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Musical historicism signifies the use of historical materials, structures, styles, techniques, media, conceptual content, etc., whether by a single composer or those associated with a particular school, movement, or period.
Musical historicism also denotes a theory, doctrine, or aesthetic that emphasizes the importance of music history or in which history is seen as a standard of value or determining factor (as in performance practice).
Meaning of "musical historicism"
The term "historicism" has acquired various, sometimes confusing meanings over a wide range of disciplines. The British philosopher Karl Popper, who disliked modern music and strongly preferred the works of Bach, Mozart, and Schubert, spoke of "the failure of the historicist propaganda for the modern in music."[this quote needs a citation] He opposed the socioscientific doctrine of historicism that discoverable laws of historical change make it possible to predict future developments. Repudiating the claim that Schoenberg was "an inevitable historical force", Popper dismissed the idea of wishing to do work "ahead of its time" as "nothing but historicist propaganda" (Gopnik 2002).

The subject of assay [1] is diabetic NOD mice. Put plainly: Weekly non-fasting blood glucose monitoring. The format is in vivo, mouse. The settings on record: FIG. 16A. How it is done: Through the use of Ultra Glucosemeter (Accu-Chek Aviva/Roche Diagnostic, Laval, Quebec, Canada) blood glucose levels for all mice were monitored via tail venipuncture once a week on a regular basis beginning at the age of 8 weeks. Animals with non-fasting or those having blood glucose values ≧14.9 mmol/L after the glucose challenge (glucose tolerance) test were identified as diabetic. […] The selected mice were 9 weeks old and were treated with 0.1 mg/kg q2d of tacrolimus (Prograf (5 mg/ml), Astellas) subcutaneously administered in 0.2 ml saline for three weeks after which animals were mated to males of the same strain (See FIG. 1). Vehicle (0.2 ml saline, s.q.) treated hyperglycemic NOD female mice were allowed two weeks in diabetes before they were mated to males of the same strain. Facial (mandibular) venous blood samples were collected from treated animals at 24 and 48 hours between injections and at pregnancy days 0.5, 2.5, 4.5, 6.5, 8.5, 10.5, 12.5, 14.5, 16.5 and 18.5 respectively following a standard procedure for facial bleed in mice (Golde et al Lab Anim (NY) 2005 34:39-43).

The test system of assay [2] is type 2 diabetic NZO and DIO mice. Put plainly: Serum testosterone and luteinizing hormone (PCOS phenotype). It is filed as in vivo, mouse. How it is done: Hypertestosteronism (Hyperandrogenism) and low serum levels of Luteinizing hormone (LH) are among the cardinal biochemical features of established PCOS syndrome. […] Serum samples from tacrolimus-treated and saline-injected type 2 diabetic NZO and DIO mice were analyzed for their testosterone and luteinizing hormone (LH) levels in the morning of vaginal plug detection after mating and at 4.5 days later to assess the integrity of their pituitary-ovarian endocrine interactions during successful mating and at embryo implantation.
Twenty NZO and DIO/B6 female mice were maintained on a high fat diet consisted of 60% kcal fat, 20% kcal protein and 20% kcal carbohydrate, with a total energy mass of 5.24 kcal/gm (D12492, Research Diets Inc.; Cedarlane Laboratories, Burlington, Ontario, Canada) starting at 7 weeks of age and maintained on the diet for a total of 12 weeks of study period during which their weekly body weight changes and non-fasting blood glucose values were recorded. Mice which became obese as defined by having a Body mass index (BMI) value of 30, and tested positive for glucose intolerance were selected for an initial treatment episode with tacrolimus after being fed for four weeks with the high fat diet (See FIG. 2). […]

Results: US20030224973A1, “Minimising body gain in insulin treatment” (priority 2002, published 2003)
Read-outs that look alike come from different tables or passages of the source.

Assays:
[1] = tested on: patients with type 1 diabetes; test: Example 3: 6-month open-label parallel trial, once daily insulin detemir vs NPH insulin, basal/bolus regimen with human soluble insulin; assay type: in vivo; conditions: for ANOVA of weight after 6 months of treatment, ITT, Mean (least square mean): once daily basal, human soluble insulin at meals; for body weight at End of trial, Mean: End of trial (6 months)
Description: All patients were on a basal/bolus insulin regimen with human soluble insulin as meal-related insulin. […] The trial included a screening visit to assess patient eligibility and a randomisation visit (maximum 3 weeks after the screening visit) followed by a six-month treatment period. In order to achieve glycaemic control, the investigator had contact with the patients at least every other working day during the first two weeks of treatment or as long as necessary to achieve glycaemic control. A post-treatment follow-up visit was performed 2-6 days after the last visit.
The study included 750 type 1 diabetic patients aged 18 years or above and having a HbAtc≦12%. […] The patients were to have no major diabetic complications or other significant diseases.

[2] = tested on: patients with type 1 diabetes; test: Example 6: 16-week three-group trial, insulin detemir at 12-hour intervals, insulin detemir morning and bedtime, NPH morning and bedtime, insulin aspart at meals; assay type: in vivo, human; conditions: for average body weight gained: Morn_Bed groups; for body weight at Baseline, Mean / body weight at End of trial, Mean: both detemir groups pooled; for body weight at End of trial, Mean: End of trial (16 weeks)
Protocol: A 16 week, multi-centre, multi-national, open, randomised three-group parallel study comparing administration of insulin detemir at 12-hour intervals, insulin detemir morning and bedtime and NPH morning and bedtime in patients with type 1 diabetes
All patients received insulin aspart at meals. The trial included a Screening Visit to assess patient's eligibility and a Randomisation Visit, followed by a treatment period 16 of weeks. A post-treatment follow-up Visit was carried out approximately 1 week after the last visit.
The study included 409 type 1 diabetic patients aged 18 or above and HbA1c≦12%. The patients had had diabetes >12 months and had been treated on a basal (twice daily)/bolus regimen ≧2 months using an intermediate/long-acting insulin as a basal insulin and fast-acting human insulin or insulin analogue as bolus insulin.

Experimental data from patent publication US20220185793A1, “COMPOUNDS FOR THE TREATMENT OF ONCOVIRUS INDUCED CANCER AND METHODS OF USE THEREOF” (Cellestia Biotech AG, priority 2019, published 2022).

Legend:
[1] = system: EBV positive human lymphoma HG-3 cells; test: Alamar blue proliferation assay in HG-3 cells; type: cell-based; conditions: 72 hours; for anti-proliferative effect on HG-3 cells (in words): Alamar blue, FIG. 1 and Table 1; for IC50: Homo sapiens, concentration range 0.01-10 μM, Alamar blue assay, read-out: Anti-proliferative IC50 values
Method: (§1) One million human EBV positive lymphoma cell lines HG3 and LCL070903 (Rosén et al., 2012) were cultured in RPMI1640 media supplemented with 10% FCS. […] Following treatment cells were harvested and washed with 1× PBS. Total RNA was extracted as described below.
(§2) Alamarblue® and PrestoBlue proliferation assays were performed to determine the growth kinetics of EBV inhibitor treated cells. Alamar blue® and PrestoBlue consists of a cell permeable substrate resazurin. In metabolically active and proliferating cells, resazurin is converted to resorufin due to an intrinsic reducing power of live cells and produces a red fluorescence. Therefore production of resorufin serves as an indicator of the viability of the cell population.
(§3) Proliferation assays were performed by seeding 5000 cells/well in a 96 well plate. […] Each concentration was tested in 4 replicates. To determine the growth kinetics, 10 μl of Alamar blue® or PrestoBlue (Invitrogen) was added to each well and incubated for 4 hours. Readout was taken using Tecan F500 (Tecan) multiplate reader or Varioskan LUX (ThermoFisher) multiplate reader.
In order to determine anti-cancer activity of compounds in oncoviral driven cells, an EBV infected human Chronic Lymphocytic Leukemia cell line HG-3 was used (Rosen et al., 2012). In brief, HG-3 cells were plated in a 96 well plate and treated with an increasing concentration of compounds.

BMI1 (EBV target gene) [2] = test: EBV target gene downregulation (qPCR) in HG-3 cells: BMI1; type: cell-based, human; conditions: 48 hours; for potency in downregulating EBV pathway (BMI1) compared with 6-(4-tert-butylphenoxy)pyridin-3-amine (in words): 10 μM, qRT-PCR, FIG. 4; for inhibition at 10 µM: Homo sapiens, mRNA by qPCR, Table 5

When referring to the arts, however, the term "historicism" generally denotes something distinctly different from the historicism targeted by Popper's critique. It designates "a style (as in architecture) characterized by the use of traditional forms and elements" (Merriam-Webster 2003a), or a style or movement characterized by "regard for or preoccupation with the styles or values of the past", frequently used pejoratively (OED 2012). Modernism is, on the other hand, "a self-conscious break with the past and a search for new forms of expression" (Merriam-Webster 2003b). The two concepts come together in what is called "historicist modernism", represented compositionally by Max Reger and Ferruccio Busoni. It is neither nostalgic nor conservative, but rather attempts to bridge perceived historical gaps without denying, collapsing, or attempting to retreat over them to return to the past. In historicist modernism, "musical techniques from the remote past are used are used prominently and vigorously as a way of achieving a distance from late Romantic styles" (Frisch 2005, 139).
Whereas the historicism of the Ancient Airs and Dances for Lute (1917–31) by Ottorino Respighi is readily apparent to the ear, since the composer drew directly on the works of 16th- and 17th-century composers, the historicism informing the Music of Changes (1951) by John Cage, based on the ancient Chinese I Ching, is deeply embedded in the compositional process (Tomkins 1976, 111–12).